For years, I've worked at a preschool that was simply that, a preschool - a sweet campus full of two, three, four, and "just turned five" year old children.
This year, my preschool class of three year olds is embedded in an elementary school, a brand new school that has children through third grade (and in subsequent years, we will grow one older classroom a year until we are a campus of preschool through eighth grade).
I am really enjoying having older students in the same building.
I am noticing many very special relationships forming.
I am noticing that there are so many positives for both the younger and the older children.
And their teachers.
Each of the younger classes has been paired with an older class. My preschoolers are paired with Ms. Kopsidas' first grade class. Every Friday, we visit one another for 20-30 minutes (just long enough, from a 3 year old's perspective!)...we read books and do art projects together. We have even done some engineering together!
Visiting the first grade classroom is a highlight of the week.
I love how my students look up to the bigger kids. My threes look at these older students with pure admiration. (My most rambunctious children go positively quiet - in awe, perhaps?) Our time together is consistently sweet.
In addition to these planned, whole class get-togethers, we have nurtured relationships between individual elementary students and the preschoolers, as part of our school-wide discipline approach.
We teachers are committed to having a school environment that pays attention to the social-emotional needs of all our students.
Since this is our very first year - a brand new school - the older students (first, second, and third graders) have educational stories that we don't fully know - mysteries really, that we are trying to discern.
Some of these students - although no more than seven or eight years old - already have powerful internal voices that shout
"I'm not capable!! I can't!!"
Perhaps they feel unsuccessful at reading, or math, or making a friend.
Their teachers see the frustration and anger played out in all different ways, ranging from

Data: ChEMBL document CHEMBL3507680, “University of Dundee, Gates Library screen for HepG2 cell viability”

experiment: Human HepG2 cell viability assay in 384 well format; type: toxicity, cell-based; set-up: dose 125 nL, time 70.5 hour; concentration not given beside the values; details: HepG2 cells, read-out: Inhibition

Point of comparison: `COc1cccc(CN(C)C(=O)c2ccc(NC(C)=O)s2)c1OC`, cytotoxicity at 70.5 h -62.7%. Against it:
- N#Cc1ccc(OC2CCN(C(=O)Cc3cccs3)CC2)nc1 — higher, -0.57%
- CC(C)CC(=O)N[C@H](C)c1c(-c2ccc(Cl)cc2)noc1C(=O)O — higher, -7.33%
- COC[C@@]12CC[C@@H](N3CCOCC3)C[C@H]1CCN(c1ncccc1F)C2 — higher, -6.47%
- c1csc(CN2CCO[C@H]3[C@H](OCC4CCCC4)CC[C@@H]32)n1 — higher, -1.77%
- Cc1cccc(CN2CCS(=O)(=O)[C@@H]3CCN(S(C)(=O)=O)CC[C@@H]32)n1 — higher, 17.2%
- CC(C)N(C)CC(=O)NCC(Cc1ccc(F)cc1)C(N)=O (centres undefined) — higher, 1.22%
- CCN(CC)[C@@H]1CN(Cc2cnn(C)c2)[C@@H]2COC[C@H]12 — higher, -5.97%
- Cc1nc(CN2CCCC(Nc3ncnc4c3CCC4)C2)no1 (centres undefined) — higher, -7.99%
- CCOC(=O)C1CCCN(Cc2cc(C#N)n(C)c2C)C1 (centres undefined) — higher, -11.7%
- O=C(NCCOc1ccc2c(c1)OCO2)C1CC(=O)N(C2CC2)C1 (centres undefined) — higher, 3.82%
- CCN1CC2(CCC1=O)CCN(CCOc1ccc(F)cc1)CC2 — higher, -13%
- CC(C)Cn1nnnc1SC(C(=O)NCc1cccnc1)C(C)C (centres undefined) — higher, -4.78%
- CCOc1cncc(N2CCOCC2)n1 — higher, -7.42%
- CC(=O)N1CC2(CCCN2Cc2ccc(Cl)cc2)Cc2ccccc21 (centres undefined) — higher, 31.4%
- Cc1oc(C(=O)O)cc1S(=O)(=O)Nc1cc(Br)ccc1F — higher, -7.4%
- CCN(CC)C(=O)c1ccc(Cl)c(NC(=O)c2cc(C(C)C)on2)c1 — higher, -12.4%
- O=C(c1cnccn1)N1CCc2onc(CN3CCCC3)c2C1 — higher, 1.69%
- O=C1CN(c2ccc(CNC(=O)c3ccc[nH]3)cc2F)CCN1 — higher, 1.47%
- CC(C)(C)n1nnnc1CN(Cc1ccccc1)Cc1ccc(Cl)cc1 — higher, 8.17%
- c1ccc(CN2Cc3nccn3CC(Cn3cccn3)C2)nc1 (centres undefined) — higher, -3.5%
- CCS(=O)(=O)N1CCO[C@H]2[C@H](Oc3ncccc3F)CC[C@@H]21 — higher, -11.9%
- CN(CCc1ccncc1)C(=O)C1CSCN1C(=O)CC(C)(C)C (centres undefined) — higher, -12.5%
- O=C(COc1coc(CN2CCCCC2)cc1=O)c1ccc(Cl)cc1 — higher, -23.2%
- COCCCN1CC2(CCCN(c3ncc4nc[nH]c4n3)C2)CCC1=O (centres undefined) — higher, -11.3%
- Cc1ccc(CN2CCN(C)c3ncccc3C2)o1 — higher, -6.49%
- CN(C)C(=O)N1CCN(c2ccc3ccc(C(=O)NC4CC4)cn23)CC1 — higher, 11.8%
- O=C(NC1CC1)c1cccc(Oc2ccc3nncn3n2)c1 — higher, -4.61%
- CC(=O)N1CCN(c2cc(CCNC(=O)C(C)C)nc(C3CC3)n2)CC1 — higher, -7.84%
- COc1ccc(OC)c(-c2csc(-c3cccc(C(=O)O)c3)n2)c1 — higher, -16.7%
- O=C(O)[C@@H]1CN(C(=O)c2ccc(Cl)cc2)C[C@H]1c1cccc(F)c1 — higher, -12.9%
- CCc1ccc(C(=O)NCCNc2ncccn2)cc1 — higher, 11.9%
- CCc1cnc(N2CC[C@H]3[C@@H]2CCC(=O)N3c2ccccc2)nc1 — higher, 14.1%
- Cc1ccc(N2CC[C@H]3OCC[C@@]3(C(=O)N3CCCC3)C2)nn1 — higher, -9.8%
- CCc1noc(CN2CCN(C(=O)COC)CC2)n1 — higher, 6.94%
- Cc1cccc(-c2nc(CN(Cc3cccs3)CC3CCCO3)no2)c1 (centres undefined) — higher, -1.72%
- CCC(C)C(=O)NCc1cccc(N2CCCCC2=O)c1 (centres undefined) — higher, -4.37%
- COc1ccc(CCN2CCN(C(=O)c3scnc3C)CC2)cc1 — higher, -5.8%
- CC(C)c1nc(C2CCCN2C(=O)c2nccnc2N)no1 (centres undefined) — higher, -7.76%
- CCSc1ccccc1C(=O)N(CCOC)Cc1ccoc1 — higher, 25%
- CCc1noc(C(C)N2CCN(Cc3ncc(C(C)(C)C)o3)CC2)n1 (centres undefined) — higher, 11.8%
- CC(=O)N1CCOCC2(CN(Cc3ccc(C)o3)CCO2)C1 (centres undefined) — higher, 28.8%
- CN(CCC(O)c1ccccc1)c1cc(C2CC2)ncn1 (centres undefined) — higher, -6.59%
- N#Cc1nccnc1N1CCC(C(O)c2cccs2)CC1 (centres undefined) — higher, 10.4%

shutting down, going quiet, and refusing to participate
flailing, yelling, and even hitting.
For these children, having little ones on campus is an extraordinary gift.
As a staff, we asked ourselves,
What do these challenging older students need?
We decided to do a pretty radical thing. We agreed to welcome older students as visitors to our younger classrooms...when a scene change is needed.
We welcome the older student to visit the younger classroom and start anew.
We don't chastise the visitor.
[You won't hear us speak sharply, "Sit over there and be quiet!".
Where did we get the idea that children won't do the right thing without consistent rebuke and recrimination?]
Instead, we invite them to join us in whatever we are doing.
I have had students arrive during our centers time and begin to play alongside. They have joined us at nap time and helped us pat the children on the back, to get them to sleep. Sometimes they come into the classroom and read books to my students.
Let me share an example:
Recently a third grader visited us during centers, a big scowl on her face. I knew something must have been going wrong in her homeroom, but I smiled at her and welcomed her to join us. I invited her to help the children at the clay table and she immediately put on a smock and rolled up her sleeves. She showed the children how to make a clay mold of their own hands. I was amused and delighted by her observation about the children, while using the clay – “They sure use a lot of materials!” [Yes, preschoolers do – and this is how our learning works best with this age group, a materials rich environment, open-ended, exploratory, allowing children to make decisions for themselves, to feel less threatened – to provide the sense that there are ample resources.] This young girl stayed with us only for about 15 minutes, during which time she witnessed a tantrum by one of my students and she helped to soothe the child. She returned to her classroom with her head held high.
Whenever my students are at the clay center, they still try to create a clay mold of their hands - just like they learned from their older friend that day.
Preschoolers are thrilled to have an older student visit. To have an older child walk into the room is to have a rock star stop by! The children gleefully call out his name and they race to his side.
I love how the older student swells with pride,
whatever was wrong is forgotten.
They are the cool person now.
Competent. Able. Needed. Important.
I believe this empowers these children, helps them feel needed, that they belong, that they have purpose.
I have no doubt that our school-wide approach to focus on the social-emotional first and foremost is pivotal to these elementary school students becoming great learners. Unless we help them in social-emotional terms, academic achievement is not in their grasp.
It is so very special to have older children in the same building!
I love this community of ours.
The most unlovable child is the most in need of love.